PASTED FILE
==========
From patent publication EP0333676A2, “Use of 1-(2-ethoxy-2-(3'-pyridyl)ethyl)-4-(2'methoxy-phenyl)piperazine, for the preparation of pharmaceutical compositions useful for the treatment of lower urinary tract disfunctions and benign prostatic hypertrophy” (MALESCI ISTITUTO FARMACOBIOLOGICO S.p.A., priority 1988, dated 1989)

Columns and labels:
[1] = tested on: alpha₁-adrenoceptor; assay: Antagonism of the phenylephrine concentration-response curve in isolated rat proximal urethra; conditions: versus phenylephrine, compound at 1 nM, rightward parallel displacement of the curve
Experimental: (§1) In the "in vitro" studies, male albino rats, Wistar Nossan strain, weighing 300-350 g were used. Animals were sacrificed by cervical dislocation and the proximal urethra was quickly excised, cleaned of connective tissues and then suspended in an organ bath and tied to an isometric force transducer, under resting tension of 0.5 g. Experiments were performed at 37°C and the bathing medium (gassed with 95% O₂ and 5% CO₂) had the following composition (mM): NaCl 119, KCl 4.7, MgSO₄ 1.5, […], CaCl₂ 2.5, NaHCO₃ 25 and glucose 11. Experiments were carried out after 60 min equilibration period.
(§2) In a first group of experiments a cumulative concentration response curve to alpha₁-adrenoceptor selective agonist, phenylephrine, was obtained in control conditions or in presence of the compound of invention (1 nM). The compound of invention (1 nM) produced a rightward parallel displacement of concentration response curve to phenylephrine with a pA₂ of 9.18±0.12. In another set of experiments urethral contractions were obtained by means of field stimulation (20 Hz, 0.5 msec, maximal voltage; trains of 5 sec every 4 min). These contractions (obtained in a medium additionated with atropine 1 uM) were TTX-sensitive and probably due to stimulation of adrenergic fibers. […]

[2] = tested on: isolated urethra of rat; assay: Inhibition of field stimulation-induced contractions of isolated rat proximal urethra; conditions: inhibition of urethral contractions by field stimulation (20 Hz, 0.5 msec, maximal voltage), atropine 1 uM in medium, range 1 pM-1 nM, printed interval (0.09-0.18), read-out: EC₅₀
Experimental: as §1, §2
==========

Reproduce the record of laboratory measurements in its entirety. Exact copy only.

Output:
From patent publication EP0333676A2, “Use of 1-(2-ethoxy-2-(3'-pyridyl)ethyl)-4-(2'methoxy-phenyl)piperazine, for the preparation of pharmaceutical compositions useful for the treatment of lower urinary tract disfunctions and benign prostatic hypertrophy” (MALESCI ISTITUTO FARMACOBIOLOGICO S.p.A., priority 1988, dated 1989)

Columns and labels:
[1] = tested on: alpha₁-adrenoceptor; assay: Antagonism of the phenylephrine concentration-response curve in isolated rat proximal urethra; conditions: versus phenylephrine, compound at 1 nM, rightward parallel displacement of the curve
Experimental: (§1) In the "in vitro" studies, male albino rats, Wistar Nossan strain, weighing 300-350 g were used. Animals were sacrificed by cervical dislocation and the proximal urethra was quickly excised, cleaned of connective tissues and then suspended in an organ bath and tied to an isometric force transducer, under resting tension of 0.5 g. Experiments were performed at 37°C and the bathing medium (gassed with 95% O₂ and 5% CO₂) had the following composition (mM): NaCl 119, KCl 4.7, MgSO₄ 1.5, […], CaCl₂ 2.5, NaHCO₃ 25 and glucose 11. Experiments were carried out after 60 min equilibration period.
(§2) In a first group of experiments a cumulative concentration response curve to alpha₁-adrenoceptor selective agonist, phenylephrine, was obtained in control conditions or in presence of the compound of invention (1 nM). The compound of invention (1 nM) produced a rightward parallel displacement of concentration response curve to phenylephrine with a pA₂ of 9.18±0.12. In another set of experiments urethral contractions were obtained by means of field stimulation (20 Hz, 0.5 msec, maximal voltage; trains of 5 sec every 4 min). These contractions (obtained in a medium additionated with atropine 1 uM) were TTX-sensitive and probably due to stimulation of adrenergic fibers. […]

[2] = tested on: isolated urethra of rat; assay: Inhibition of field stimulation-induced contractions of isolated rat proximal urethra; conditions: inhibition of urethral contractions by field stimulation (20 Hz, 0.5 msec, maximal voltage), atropine 1 uM in medium, range 1 pM-1 nM, printed interval (0.09-0.18), read-out: EC₅₀
Experimental: as §1, §2